Catherine Breillat on 'Bluebeard'
France's foremost provocatrice returns with a short, sharp fairytale about desire and manipulation
When did you first encounter the story of Bluebeard?
‘At the age of the little girl in the film – five-and-a-half. She reads it in its integral version which is only about ten pages. The film is the projection of all her fantasies, and for the first time – via the 26 letters of the alphabet – it’s all there, and that’s what fascinates me about books. It’s like music with seven notes. You transport yourself into a world of thought, fantasy and image. In England, little boys were fascinated by Bluebeard and the fear he brings. I think it’s magnificent and it has influenced all my films. It’s a fairy tale that I loved and re-read constantly.’
When you’re adapting a book for the screen, do you feel a responsibility to bring the story to the screen as it is?
‘No, you’re always irresponsible as a director. I always say that, so when there are these moral investigations of my films and what they’re supposedly doing to people, I respond, “I am a filmmaker, not a social worker!” ’
Is this a film for children?
‘No. It was shown very, very late on French television and the critics said that it was a movie more for adults. One critic in France said that, as always, I had told a horrible and disgusting story. But I didn’t invent the story! He probably thinks that “Romeo and Juliet” is a disgusting story! It’s so strange.’
Within the film, there are two stories about sisters and they both concern the younger sister trying to rise above her status.
‘And not only that, but trying to claim supremacy over the older sister.’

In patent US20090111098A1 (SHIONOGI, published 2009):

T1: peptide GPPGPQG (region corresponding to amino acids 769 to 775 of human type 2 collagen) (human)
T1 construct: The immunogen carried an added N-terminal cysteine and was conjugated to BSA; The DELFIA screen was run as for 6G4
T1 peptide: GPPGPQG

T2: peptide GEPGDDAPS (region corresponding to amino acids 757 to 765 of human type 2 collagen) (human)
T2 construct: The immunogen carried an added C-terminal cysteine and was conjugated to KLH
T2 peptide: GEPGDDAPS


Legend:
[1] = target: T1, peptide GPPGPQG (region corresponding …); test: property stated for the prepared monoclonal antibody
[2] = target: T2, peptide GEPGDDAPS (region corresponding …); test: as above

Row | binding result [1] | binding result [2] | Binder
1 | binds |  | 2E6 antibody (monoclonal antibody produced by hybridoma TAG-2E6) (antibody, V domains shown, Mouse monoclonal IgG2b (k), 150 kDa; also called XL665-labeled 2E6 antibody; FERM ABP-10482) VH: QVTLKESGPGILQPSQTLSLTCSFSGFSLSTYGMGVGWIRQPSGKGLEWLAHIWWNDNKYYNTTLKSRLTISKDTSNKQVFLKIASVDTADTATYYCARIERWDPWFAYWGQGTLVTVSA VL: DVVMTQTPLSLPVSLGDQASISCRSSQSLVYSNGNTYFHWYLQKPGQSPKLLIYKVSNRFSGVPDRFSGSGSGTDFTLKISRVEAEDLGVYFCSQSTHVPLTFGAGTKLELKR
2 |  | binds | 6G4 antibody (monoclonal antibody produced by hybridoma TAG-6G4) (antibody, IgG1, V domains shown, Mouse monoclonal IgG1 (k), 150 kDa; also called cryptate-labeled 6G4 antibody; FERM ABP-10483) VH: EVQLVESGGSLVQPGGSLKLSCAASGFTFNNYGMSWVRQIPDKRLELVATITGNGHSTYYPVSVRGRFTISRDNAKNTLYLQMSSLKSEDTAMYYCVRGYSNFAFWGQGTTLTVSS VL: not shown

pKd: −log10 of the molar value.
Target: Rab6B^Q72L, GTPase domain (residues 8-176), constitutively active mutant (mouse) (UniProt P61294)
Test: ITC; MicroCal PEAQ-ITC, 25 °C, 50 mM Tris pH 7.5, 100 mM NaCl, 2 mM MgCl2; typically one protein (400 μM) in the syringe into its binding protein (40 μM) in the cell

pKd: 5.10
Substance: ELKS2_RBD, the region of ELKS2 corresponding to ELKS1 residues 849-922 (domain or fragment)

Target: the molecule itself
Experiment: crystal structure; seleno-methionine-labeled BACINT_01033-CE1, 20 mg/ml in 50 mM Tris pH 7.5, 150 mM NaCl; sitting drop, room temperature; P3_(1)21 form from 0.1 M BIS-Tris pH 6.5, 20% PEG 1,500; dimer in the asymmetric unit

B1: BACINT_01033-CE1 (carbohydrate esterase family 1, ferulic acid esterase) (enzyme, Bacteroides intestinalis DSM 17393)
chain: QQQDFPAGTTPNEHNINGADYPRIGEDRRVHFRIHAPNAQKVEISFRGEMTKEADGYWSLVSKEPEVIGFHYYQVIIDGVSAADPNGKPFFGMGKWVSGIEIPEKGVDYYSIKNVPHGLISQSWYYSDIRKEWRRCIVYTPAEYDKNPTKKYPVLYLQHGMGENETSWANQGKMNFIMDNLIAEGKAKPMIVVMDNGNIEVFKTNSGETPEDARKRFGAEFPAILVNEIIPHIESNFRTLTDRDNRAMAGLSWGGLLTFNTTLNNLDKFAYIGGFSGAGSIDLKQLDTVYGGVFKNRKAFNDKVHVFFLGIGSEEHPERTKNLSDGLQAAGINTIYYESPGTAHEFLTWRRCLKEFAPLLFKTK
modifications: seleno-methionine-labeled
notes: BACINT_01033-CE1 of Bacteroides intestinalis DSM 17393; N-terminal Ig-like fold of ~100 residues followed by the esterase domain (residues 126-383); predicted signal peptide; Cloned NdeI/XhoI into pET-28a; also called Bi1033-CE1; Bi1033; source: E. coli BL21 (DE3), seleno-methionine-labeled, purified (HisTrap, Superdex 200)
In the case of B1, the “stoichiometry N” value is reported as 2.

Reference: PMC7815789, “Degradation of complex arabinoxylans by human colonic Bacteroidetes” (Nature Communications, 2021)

Are you a younger sister? If so, did you engage in these power plays?
‘Of course! The tale scared me just as much as my sister, but for me it was a delicious fear. She was always the one crying just 30 seconds before me. And I was very proud of that – I was the torturer, the executioner, as I’m the younger child scaring the older one. I would always hold my own tears just until she had gone.’
You tackled rivalry between sisters in ‘A Ma Soeur!’. Do you have any interest in making a film about the rivalry between a brother and a sister?
‘I don’t really know that relationship. For me, it would obviously be incestuous. In a way, Bluebeard is the big brother, the father who’s in love and respectful of the little virgin, and they visibly love each other. So you could transpose the relationship of the younger sister and the older brother to this film.’
The film has a contemporary feel, especially the idea of a family trying to escape hardship.
‘Only in the idea of a poor young girl wanting to be a princess. At the same time, the mother and older sister reject the situation, but the younger daughter is attracted by this man who kills women. She’s got the loneliness of adolescence and he has the loneliness of a monster, so it’s two unloved people who meet and, it says in the original, “After some time, she doesn’t find him quite so horrible.” She marries him no longer through interest, but through attraction.’
Read our review of ‘Bluebeard'
Author: Interview: David Jenkins
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